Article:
Claims village is carrying the 'unrealistically' heavy load of housing plans

Members of the Ponteland Green Belt Committee have submitted a 25-page document in which they share their concerns

Ponteland’s Green Belt Committee members Tony Noble, Lesley Noble, Alma Dunigan, Steve Carss and Gaye Templeton
Ponteland’s Green Belt Committee members Tony Noble, Lesley Noble, Alma Dunigan, Steve Carss and Gaye Templeton

A rural village is being singled out to “carry a disproportionate and unrealistic heavy load” in council plans to delete green belt land, a protest group have claimed.

Ponteland Green Belt Group have submitted a 25-page manifesto as a consultation period for proposals to wipe-out huge swathes of protected land draw to a close.

Northumberland County Council devised a plan to re-draw green belt boundaries in a bid to solve a housing crisis caused by a failure to keep pace with a growing population.

But the 1,000-strong residents’ organisation - which opposes the plans - collected more than 500 responses from those living in the area and delivered them to planning officials.

In an objection letter submitted this week, the group claim Ponteland “is being singled out to carry a disproportionate, unrealistic heavy load to build houses”.

It states: “The justifiable requirements for housing and economic development can be accommodated entirely within existing available sites.”

As well as disagreeing with the council’s classification of Ponteland as a ‘service centre’, the group also claim population predictions are “excessive” and means the council run the risk of “over development”.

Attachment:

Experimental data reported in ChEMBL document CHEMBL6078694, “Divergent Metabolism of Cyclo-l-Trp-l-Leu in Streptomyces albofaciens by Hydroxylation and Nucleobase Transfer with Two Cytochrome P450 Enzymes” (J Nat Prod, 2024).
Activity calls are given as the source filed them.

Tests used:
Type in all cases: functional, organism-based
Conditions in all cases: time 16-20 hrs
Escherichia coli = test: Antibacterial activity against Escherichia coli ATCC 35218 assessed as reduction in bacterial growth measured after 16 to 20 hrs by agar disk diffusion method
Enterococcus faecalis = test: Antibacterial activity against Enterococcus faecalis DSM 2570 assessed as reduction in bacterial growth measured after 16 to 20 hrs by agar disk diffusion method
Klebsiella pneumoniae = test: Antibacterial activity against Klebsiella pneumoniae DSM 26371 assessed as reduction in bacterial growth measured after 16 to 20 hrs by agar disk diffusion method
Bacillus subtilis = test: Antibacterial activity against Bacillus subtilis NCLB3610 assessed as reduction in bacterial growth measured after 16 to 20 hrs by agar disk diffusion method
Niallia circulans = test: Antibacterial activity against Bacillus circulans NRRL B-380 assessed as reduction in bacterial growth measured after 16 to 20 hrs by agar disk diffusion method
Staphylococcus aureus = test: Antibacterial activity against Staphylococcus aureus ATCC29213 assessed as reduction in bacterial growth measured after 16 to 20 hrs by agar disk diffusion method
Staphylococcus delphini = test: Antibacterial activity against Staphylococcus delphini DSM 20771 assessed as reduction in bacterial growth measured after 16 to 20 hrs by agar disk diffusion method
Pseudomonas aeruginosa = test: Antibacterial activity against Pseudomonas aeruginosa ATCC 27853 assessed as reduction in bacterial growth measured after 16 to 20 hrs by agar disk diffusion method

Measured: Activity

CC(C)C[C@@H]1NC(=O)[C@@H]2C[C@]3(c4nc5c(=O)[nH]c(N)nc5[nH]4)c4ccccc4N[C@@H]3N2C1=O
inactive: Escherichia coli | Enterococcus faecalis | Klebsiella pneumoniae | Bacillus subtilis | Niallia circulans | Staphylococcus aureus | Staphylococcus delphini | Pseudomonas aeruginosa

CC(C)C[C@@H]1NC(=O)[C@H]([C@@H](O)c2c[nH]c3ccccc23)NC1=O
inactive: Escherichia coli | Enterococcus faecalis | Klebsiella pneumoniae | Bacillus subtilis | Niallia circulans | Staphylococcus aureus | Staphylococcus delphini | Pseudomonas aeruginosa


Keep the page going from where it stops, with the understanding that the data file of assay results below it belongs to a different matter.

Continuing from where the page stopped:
A spokeswoman for the group said: “The population expectation over next 20 years is only 4% - that conflicts with the 850 houses.

“You could actually argue that we should have 180 houses being delivered in the next 20 years.

“Ponteland is a dormitory village with limited residents who choose to live here and work elsewhere. We run the risk of over-developing housing in Ponteland.” The spokeswoman added: “We are not being nimbies - we understand there must be development but we believe the brown belt land could accommodate this.”

Council leaders drew up the plans last year in an attempt to plug the housing deficit by “deleting” green belt land around Hexham, Prudhoe and Ponteland “in order to deliver the level of economic and housing development required”. Boundaries around Morpeth were also earmarked for adjustment.

In the objection lodged this week the group wrote: “It is important to stress from the outset of this document that the Ponteland Green Belt Group are not against development in Ponteland per se.

“We believe that any development should be proportional and must not have a detrimental affect on the unique and distinctive character of the village.”

But they said they should be proud of staving off development in other parts of Northumberland - including a proposed development in Darras Hall.

The Ponteland group spokeswoman said: “We can’t see any reasoning for the deletion of green belt land. It’s unnecessary.

“We should celebrate the last year, the commitment and work of the supporters [who have fought off other developments in Darras Hall] because they’ve been absolutely fantastic.

“It really shows how working hard together what you can actually achieve.”

Karen Ledger, head of development services at Northumberland County Council, said: “Yesterday was the end of the third period of public consultation on Northumberland’s Core Strategy.

“Over the next few weeks the xouncil will be considering all the comments received at this stage, which will inform the next iteration of the plan. This will be subject to further consultation in the Spring.”


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